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March 8, 2011

RE: League President Mayor Chiarello Presents League Perspective on State Budget Proposal

Dear Mayor:

Today in Trenton, League President, Mayor Chuck Chiarello of Buena Vista Township, presented testimony to the Assembly Budget Committee. The Mayor focused on the municipal impact of the Governor’s FY 2012 Budget proposal. You can access the full text of Mayor Chiarello’s statement at:

Mayor Chiarello testifying in Trenton at the State Budget Hearing

Below are the highlights of the testimony.

  • Giving municipal property taxpayers all the relief they have coming to them needs to be a part of "the new normal.”
  • The task at hand for mayors and municipal governing bodies is crafting a 2011 budget that meets all the needs of our citizens, and creates a climate for economic recovery, within the 2% levy cap.
  • State policy makers can help by recognizing the problems we all face.
  • These include increased property tax appeals (and their cap implications), declining collection rates (and their cap implications), escalating pension and benefit costs (and their property tax implications) and the lack of cap flexibility (and its impact on municipal services).
  • Pensions and benefits are of immediate concern. Their impact on property taxes is significant.
  • Local government pension contributions will go up by an average of 22% this year.
  • And State Health Benefit Plan costs are slated to climb by 11.7%.  
  • These costs are putting local budgets into a death spiral. Only State action can pull us out of this nose-dive.
  • State policy makers need to act on pension and benefit reforms without delay.
  • No elected official ever wants to raise taxes. But the state sets tax policy for all New Jersey governments. And only state action can provide true local property-tax reform.
  • The Governor’s budget proposal for the State’s next Fiscal Year provides that every municipality in New Jersey would be able to receive the same amount of general property tax relief funding next year, as it is getting in the current State budget.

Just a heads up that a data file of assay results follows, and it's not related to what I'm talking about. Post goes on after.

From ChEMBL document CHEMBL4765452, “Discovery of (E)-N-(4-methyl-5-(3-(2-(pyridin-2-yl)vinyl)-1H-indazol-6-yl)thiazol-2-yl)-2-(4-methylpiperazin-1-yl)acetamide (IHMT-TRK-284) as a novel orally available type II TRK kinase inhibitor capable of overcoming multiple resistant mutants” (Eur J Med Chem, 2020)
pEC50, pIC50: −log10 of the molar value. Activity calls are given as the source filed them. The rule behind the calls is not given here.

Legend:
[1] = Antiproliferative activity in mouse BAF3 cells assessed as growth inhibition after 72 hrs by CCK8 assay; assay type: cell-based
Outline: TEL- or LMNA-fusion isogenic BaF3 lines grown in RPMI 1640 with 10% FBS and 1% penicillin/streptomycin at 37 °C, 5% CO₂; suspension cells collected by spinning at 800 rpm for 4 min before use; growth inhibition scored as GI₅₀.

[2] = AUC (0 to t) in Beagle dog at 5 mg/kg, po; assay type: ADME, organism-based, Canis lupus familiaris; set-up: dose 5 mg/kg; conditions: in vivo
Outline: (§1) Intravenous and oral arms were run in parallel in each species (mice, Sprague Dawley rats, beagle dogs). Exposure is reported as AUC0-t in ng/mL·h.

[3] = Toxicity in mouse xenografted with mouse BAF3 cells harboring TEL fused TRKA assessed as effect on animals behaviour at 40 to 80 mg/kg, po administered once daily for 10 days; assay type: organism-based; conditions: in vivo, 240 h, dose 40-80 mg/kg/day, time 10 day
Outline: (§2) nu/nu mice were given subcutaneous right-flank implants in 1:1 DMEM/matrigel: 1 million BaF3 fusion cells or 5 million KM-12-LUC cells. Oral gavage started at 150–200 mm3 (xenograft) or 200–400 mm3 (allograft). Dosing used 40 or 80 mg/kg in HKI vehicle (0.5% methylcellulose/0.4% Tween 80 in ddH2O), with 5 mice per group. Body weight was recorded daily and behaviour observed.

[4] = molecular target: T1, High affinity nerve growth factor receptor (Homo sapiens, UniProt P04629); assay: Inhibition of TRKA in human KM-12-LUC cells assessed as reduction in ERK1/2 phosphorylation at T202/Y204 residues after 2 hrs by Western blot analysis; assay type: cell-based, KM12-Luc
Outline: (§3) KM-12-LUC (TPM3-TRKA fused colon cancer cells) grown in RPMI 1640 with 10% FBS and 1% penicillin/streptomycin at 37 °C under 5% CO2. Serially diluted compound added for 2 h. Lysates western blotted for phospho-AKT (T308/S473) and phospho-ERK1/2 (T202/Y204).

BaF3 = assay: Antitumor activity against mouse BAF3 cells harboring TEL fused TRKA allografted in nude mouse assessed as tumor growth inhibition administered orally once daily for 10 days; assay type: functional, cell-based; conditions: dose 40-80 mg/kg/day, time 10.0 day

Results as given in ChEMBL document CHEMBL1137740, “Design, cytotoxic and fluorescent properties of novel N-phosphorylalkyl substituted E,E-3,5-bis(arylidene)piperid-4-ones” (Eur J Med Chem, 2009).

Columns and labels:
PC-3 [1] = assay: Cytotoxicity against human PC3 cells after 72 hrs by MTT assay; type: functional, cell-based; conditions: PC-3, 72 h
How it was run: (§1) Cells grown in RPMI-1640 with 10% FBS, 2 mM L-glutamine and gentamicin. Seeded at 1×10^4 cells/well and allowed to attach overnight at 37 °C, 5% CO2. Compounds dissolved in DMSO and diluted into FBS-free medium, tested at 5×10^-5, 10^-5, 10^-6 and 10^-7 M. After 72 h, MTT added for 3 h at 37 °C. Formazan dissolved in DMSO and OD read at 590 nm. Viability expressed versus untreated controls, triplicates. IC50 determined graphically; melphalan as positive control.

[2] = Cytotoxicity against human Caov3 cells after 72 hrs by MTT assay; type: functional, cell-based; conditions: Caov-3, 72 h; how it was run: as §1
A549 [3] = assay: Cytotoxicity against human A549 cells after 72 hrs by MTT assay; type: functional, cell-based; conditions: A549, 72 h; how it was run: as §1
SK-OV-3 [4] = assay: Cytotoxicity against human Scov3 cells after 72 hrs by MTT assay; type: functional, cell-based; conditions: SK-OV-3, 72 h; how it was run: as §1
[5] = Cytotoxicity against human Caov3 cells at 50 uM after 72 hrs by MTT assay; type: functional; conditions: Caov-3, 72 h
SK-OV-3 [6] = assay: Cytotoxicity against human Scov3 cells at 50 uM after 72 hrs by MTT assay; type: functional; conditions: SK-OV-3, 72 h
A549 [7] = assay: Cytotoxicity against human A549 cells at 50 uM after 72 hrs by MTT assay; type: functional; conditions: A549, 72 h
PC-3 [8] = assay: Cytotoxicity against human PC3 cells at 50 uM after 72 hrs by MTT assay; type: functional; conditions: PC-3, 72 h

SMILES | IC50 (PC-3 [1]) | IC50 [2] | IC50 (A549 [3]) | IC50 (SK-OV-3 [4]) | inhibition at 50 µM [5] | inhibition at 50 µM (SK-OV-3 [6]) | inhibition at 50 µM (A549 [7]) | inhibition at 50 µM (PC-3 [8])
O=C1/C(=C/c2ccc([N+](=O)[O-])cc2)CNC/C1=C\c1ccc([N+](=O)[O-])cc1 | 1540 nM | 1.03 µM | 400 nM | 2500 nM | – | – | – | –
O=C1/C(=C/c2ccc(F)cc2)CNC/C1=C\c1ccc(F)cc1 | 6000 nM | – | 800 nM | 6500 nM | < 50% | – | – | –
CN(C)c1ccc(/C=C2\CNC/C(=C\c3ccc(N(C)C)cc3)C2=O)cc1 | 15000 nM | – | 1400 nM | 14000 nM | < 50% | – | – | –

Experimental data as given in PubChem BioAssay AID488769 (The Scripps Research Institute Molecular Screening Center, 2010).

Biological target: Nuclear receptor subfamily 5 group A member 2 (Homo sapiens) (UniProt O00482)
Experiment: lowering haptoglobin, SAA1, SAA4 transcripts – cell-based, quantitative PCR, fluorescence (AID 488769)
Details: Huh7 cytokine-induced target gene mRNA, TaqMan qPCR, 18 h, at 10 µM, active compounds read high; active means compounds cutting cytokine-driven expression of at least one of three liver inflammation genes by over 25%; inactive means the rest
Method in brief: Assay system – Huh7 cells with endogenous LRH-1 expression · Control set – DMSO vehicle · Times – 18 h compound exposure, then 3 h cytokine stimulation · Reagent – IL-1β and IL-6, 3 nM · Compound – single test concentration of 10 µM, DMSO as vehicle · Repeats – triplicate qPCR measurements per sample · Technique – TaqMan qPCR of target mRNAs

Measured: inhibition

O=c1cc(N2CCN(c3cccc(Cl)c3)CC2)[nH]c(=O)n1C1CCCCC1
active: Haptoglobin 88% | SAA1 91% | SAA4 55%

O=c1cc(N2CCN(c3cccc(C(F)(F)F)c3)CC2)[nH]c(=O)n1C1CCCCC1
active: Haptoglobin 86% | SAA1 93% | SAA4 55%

• That’s a step in the right direction.
  • But it is less than our property taxpayers should have coming to them.
  • Last year, over $271 million was slashed from 2009’s already diminished combination of Energy Tax and CMPTRA property tax relief funding.
  • And 1/3 of the total – over $3 million – was diverted from Open Space PILOTs.
  • During budget deliberations this year, we urge the Legislature to use the Governor’s proposal as a baseline.
  • If actual State revenue receipts exceed current anticipations, we ask the State to reduce its reliance on Energy taxes, which are supposed to be used for property tax relief, and to increase the distribution to municipalities, as required by the statutes.
  • State’s use of Energy Tax revenues totaled $403 million in 1998, and more than doubled to $829 million by 2008.
  • Actions taken to close state budget gaps should not widen the gaps that the economic downturn has already opened in municipal budgets.
  • The Governor’s proposal would also cut $10 million from the Transitional Aid Program, which is meant to help municipalities pull through extraordinary hardships.
  • Further, it would have the State divert sales tax revenues collected in, and intended to be returned to, our State’s Urban Enterprise Zone municipalities.
  • Never has such assistance been needed more. Now is not the time for such cuts.
  • Those will be our priorities for this year’s State Budget.
  • But for the longer term, we need to end the State’s reliance on local revenues to balance its budget.
  • Faced with unprecedented fiscal challenges and new stringent budget caps, we cannot carry the State any longer. The Energy Tax revenues promised to local governments must begin to be restored.

If you have any questions on the State Budget proposal or on Mayor Chiarello’s testimony, contact Jon Moran at 609-695-3481, ext. 121 or

Very truly yours,


William G. Dressel, Jr.
Executive Director


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